Jeremy Ivey – The Dream And The Dreamer
Americana | Country
The Dream And The Dreamer feels like a record from another time. Part of that is down to how Jeremy Ivey wears his influences on his sleeve with his debut album. The title track is deeply reminiscent of Neil Young, while ‘Ahead, Behind’ reminds me of The Band. Tracks like ‘Worry Doll’ and ‘Greyhound’ (the latter being one of the album’s standout moments that sees Jeremy dueting with his wife, the wonderful Margo Price) feel like the kind of classic country that’s ideal for just kicking back on the porch on a sun-drenched afternoon and letting the world drift by. A record for Dreamers in the most carefree sense of the word.
More to the point however is how all of this gets packaged up like a storm in a bottle. It has rapidly become the norm to have albums sprawling across a score of tracks, with run times stretching well over an hour. Here is a record that packs just as much content and meaning, if not more, into half the time. An album from the time when the word meant a collection of songs that feel like they belong together and represent something, rather than a package of singles and some filler between them.
Lyrically it’s one of the most poignant and wide ranging records of the year. Ivey turns his eye on the broken and alienating state of modern America on tracks like ‘Gina The Tramp’, offers a bit of introspection while detailing his own search for belonging on ‘Story Of A Fish’, and elsewhere finds a balance between the two. Talking about how wider world issues effect individuals. He even looks at environmentalism through the lens of Manifest Destiny on ‘Diamonds Back To Coal’ for all the disillusioned Dreamers out there.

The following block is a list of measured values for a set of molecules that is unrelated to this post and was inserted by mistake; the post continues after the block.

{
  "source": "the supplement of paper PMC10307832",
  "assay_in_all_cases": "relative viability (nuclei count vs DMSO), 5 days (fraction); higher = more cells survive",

This has been one of the most difficult records to review in 2019. I’ve delved into hour and a half long concept albums with complex storylines that haven’t needed as much time and attention to appreciate them at their best. There’s a depth to this record that defies expectations and benefits repeated and careful listening. Depending on how you look at it, that can be seen as a badge of honour or an Achilles heel. The music is so warm and welcoming that it can draw you away from the lyrics. You need to pick which Dreamer to be. You can chill with it’s southern charm or you can explore it’s nuance, but it is very hard to do both at once. Not everyone will be able to give this album the time it deserves to fully explore both sides, but those that do will feel richly rewarded for it.